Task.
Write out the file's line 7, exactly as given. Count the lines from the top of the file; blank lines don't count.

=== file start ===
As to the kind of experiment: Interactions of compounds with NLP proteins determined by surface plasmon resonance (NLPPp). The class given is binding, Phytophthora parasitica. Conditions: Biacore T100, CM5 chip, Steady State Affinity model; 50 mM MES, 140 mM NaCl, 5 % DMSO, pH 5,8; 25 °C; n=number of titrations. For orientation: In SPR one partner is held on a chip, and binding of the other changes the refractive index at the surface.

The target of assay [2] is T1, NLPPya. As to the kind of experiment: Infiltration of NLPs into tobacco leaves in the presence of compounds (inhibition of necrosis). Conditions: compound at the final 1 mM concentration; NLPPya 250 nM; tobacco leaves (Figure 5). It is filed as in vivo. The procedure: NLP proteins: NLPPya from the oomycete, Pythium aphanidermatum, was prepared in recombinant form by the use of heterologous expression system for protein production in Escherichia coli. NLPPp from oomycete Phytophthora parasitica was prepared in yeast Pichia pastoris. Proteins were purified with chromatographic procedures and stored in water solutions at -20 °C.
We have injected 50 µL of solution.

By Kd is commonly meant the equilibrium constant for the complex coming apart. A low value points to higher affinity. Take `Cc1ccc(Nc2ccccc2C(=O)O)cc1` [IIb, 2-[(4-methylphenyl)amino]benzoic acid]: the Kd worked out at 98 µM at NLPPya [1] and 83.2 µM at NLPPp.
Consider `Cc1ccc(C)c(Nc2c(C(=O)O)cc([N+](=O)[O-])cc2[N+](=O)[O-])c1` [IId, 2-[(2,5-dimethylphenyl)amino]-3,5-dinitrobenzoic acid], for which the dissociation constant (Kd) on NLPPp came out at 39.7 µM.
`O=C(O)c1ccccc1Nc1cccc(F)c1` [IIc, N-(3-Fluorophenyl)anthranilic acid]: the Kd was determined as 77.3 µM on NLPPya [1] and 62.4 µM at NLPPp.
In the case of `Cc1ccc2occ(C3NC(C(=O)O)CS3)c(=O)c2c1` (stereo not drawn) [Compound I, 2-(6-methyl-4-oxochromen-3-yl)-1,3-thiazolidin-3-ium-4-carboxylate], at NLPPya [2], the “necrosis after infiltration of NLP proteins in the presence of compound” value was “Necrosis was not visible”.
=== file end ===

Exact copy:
In the case of `Cc1ccc2occ(C3NC(C(=O)O)CS3)c(=O)c2c1` (stereo not drawn) [Compound I, 2-(6-methyl-4-oxochromen-3-yl)-1,3-thiazolidin-3-ium-4-carboxylate], at NLPPya [2], the “necrosis after infiltration of NLP proteins in the presence of compound” value was “Necrosis was not visible”.